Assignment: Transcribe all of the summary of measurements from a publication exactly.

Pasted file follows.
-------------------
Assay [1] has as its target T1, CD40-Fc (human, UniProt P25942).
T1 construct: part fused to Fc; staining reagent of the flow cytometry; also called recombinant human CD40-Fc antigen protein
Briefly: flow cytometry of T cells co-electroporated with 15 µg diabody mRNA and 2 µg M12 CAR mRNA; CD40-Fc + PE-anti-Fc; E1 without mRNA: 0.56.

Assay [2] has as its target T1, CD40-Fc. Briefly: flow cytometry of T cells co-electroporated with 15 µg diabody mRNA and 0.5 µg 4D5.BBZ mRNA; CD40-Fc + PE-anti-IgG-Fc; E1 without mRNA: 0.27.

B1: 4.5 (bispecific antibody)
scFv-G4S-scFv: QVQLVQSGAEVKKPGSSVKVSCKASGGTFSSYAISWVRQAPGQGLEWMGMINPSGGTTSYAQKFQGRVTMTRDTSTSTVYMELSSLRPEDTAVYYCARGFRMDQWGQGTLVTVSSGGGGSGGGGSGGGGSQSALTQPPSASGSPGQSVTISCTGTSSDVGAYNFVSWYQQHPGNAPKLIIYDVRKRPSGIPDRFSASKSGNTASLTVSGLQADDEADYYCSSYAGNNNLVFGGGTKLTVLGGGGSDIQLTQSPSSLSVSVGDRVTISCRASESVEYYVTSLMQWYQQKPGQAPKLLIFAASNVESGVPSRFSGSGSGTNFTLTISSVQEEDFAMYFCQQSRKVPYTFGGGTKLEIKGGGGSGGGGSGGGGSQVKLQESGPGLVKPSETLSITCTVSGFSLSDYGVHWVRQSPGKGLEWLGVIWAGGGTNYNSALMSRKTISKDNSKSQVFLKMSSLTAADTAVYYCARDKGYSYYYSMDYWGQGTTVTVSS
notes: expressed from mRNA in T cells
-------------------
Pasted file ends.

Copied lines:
Assay [1] has as its target T1, CD40-Fc (human, UniProt P25942).
T1 construct: part fused to Fc; staining reagent of the flow cytometry; also called recombinant human CD40-Fc antigen protein
Briefly: flow cytometry of T cells co-electroporated with 15 µg diabody mRNA and 2 µg M12 CAR mRNA; CD40-Fc + PE-anti-Fc; E1 without mRNA: 0.56.

Assay [2] has as its target T1, CD40-Fc. Briefly: flow cytometry of T cells co-electroporated with 15 µg diabody mRNA and 0.5 µg 4D5.BBZ mRNA; CD40-Fc + PE-anti-IgG-Fc; E1 without mRNA: 0.27.

B1: 4.5 (bispecific antibody)
scFv-G4S-scFv: QVQLVQSGAEVKKPGSSVKVSCKASGGTFSSYAISWVRQAPGQGLEWMGMINPSGGTTSYAQKFQGRVTMTRDTSTSTVYMELSSLRPEDTAVYYCARGFRMDQWGQGTLVTVSSGGGGSGGGGSGGGGSQSALTQPPSASGSPGQSVTISCTGTSSDVGAYNFVSWYQQHPGNAPKLIIYDVRKRPSGIPDRFSASKSGNTASLTVSGLQADDEADYYCSSYAGNNNLVFGGGTKLTVLGGGGSDIQLTQSPSSLSVSVGDRVTISCRASESVEYYVTSLMQWYQQKPGQAPKLLIFAASNVESGVPSRFSGSGSGTNFTLTISSVQEEDFAMYFCQQSRKVPYTFGGGTKLEIKGGGGSGGGGSGGGGSQVKLQESGPGLVKPSETLSITCTVSGFSLSDYGVHWVRQSPGKGLEWLGVIWAGGGTNYNSALMSRKTISKDNSKSQVFLKMSSLTAADTAVYYCARDKGYSYYYSMDYWGQGTTVTVSS
notes: expressed from mRNA in T cells